It was Thursday afternoon, and school had just ended for the day at Green Run High School. Yet, the band room was buzzing with activity. But the noise generated from the room was not the string orchestra rehearsing for the upcoming graduation ceremony.
“Where did it go?”
“Which one is mine?”
“I know, let’s build a ramp and see if we can jump it!”
Laughter and lively conversation filled the room as 15 students used handheld devices to guide small round balls across the floor.
“This is a lot of fun,” said James Giangregorio, teen services librarian with the Virginia Beach Public Library (VBPL). “This is a weekly code club here at Green Run High School based around learning how to code robots called Spheros.”
A Sphero is both a ball and a robot with a tough outer shell. It’s clear so that people can see the components in side but also can be programmed to cast different colors. The Sphero Code Club members control the movements and behaviors of the robots through small handheld tablets or cell phones. The simple little robot is the size of a tennis ball but has become a large tool at Green Run.
“What we’ve been finding with our library programs is that we are trying to open it up to more creation rather than consumption,” said Michelle Jacobs, the school library media specialist. “So that the students are not only consuming our materials, which is great, but they are looking for ways that they can create things.”
The Sphero Code Club is the result of a $5,000 Best Buy Community Foundation Grant which provided funds for the tablets. The Friends of the Virginia Beach Library provided funding for the robots.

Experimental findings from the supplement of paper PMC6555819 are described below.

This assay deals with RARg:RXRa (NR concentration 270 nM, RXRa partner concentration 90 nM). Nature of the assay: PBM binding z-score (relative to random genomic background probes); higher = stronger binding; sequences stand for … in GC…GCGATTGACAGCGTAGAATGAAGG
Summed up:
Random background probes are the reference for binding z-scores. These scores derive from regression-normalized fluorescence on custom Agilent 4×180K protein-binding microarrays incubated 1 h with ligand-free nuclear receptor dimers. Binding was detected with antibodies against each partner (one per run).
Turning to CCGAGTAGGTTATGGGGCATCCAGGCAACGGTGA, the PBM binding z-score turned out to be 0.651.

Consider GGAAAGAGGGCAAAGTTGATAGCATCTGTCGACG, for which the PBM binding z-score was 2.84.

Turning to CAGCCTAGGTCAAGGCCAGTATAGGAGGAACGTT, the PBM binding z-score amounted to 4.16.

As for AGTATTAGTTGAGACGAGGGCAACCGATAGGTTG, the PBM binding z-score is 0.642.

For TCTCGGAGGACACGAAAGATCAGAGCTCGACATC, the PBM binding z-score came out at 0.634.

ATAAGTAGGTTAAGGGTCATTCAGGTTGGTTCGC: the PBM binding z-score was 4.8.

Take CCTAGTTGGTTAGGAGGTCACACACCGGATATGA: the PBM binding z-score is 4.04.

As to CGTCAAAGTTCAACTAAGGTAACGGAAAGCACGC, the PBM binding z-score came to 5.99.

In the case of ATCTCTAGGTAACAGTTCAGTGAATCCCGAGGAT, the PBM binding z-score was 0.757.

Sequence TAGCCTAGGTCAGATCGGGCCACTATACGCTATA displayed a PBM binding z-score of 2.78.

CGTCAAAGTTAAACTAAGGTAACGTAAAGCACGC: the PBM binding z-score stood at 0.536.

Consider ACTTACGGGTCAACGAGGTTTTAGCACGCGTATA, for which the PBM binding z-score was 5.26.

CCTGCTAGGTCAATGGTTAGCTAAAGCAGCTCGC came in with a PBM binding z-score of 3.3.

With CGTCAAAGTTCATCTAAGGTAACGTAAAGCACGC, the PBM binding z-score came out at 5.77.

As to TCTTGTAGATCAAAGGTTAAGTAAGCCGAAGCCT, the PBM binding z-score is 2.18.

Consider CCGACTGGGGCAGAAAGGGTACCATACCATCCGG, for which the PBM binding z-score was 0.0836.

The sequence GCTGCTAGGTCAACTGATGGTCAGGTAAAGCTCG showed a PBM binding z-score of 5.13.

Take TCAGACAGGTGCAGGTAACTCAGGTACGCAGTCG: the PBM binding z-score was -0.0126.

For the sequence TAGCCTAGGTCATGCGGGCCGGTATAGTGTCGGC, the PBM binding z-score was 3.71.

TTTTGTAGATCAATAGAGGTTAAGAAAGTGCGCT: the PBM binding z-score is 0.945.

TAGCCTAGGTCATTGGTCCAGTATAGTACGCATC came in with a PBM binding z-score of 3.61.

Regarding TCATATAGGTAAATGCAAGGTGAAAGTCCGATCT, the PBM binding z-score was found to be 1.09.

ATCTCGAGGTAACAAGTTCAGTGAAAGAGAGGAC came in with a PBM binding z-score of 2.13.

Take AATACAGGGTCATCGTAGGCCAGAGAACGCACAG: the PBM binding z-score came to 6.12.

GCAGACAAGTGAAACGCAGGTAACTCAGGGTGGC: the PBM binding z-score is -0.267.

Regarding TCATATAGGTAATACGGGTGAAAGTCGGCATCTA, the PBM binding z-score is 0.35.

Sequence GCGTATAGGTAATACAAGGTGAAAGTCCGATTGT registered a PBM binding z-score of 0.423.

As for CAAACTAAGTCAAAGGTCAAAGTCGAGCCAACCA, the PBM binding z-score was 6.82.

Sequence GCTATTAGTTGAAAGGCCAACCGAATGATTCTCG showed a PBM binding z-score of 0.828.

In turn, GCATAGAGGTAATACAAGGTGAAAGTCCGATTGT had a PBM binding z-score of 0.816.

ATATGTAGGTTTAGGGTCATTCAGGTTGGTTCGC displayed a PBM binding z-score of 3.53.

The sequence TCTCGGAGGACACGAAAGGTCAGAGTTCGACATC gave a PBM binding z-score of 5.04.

“We picked Green Run because we worked closely with the school the year before,” Giangregorio explained. “We came out a couple of times to help with some programming. We wanted a school where we could reach out to teens who could use that extra access to technology.”
For ninth-grade student Sebastian, the club is a kick-start to future ambitions.
“This works for me because I actually want to become a game maker when I get older and this group is definitely helping me with that. I just really like the group and I think it is a lot of fun because of all of the activities that we do.
The club meets every Thursday for two hours. The VBPL staff has developed a curriculum that provides a different activity for each meeting. Allison, a senior at Green Run, shared this day’s task.
“We are going to design and lay out an obstacle course. We will tape off lanes and use traffic signs and other obstacles to make it more challenging to navigate the robots through the course.”
To club member Alley, running an obstacle course was a long way from where the club began.
“The first time I actually got the robot to do what I wanted it to do, I shouted yes, finally. It’s about time. I kept running into a chair at first.”
Giangregorio says it’s important that the students don’t give up.
“One of the big things I hope they take away from this is the resilience from trying. It’s about coding. Coding is great but it can be difficult with much trial and error and we hope that through the program we have given them the chance to learn resiliency, the chance from trying and see that even if it doesn’t work the first time or the fifth time that they eventually can get it.”
Designed by VBPL teen and technology staff members, the Sphero Code Club’s goal is to demystify computer science for teens and to spark interest in coding and robotics as hobbies and career paths. This spring the program received an award from the Virginia Public Library Directors Association for Most Innovative Outreach. There are plans to expand the program beyond Green Run to three middle schools next school year.
“I hope that they take away an interest in computer science, an interest in robotics and really that this is possible and certainly not out of the reach of anybody,” Giangregorio explained. “We started with some teens who were a little intimidated with technology, they had not seen it before, but the access was very easy to get into due to the type of code that we use, so I really hope that they take away that this is something that they can do.”